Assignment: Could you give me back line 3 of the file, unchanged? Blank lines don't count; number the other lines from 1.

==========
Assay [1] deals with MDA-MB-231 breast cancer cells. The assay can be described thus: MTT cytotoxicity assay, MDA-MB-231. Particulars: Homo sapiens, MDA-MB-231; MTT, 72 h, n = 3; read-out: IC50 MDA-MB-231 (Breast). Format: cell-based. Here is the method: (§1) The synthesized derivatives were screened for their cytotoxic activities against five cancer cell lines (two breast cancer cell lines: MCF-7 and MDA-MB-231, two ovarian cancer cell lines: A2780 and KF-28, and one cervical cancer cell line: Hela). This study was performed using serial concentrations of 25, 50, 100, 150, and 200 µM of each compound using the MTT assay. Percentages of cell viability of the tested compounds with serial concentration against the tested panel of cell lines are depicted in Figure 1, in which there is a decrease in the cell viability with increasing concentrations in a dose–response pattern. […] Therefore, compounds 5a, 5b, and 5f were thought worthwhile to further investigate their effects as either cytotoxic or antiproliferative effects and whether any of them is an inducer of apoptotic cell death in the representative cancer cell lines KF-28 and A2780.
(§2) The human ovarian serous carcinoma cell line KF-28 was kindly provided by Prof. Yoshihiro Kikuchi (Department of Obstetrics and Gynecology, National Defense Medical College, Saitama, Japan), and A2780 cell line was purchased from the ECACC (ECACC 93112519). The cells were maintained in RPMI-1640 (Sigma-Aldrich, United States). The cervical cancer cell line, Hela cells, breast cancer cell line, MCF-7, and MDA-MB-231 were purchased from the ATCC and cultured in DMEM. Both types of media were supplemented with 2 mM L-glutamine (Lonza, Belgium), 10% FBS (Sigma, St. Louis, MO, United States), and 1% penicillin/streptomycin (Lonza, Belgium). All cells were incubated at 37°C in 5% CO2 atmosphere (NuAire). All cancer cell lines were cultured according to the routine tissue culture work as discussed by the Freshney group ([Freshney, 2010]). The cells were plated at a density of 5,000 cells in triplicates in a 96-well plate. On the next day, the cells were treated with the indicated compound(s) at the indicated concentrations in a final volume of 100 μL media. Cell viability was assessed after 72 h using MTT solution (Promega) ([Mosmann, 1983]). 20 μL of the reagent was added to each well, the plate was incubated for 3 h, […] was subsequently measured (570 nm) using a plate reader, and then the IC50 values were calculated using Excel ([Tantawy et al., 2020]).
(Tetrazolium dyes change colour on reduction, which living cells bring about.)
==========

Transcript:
(Tetrazolium dyes change colour on reduction, which living cells bring about.)